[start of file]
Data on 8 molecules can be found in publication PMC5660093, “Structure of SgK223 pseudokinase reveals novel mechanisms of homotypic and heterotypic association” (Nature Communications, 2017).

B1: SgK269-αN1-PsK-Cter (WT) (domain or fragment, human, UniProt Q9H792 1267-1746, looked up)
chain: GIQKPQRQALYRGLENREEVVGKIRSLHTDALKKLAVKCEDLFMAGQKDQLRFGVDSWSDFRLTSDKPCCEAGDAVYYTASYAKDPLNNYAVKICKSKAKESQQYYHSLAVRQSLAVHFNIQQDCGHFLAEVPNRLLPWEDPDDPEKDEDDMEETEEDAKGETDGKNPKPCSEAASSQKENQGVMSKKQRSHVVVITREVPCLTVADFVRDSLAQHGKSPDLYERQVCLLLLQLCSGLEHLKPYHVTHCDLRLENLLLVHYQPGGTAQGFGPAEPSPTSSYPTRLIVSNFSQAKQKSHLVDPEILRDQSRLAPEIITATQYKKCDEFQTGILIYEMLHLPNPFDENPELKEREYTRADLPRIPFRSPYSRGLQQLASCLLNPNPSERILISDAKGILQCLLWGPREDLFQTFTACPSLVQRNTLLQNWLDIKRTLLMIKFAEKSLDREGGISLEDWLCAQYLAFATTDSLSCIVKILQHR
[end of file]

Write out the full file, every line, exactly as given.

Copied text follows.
Data on 8 molecules can be found in publication PMC5660093, “Structure of SgK223 pseudokinase reveals novel mechanisms of homotypic and heterotypic association” (Nature Communications, 2017).

B1: SgK269-αN1-PsK-Cter (WT) (domain or fragment, human, UniProt Q9H792 1267-1746, looked up)
chain: GIQKPQRQALYRGLENREEVVGKIRSLHTDALKKLAVKCEDLFMAGQKDQLRFGVDSWSDFRLTSDKPCCEAGDAVYYTASYAKDPLNNYAVKICKSKAKESQQYYHSLAVRQSLAVHFNIQQDCGHFLAEVPNRLLPWEDPDDPEKDEDDMEETEEDAKGETDGKNPKPCSEAASSQKENQGVMSKKQRSHVVVITREVPCLTVADFVRDSLAQHGKSPDLYERQVCLLLLQLCSGLEHLKPYHVTHCDLRLENLLLVHYQPGGTAQGFGPAEPSPTSSYPTRLIVSNFSQAKQKSHLVDPEILRDQSRLAPEIITATQYKKCDEFQTGILIYEMLHLPNPFDENPELKEREYTRADLPRIPFRSPYSRGLQQLASCLLNPNPSERILISDAKGILQCLLWGPREDLFQTFTACPSLVQRNTLLQNWLDIKRTLLMIKFAEKSLDREGGISLEDWLCAQYLAFATTDSLSCIVKILQHR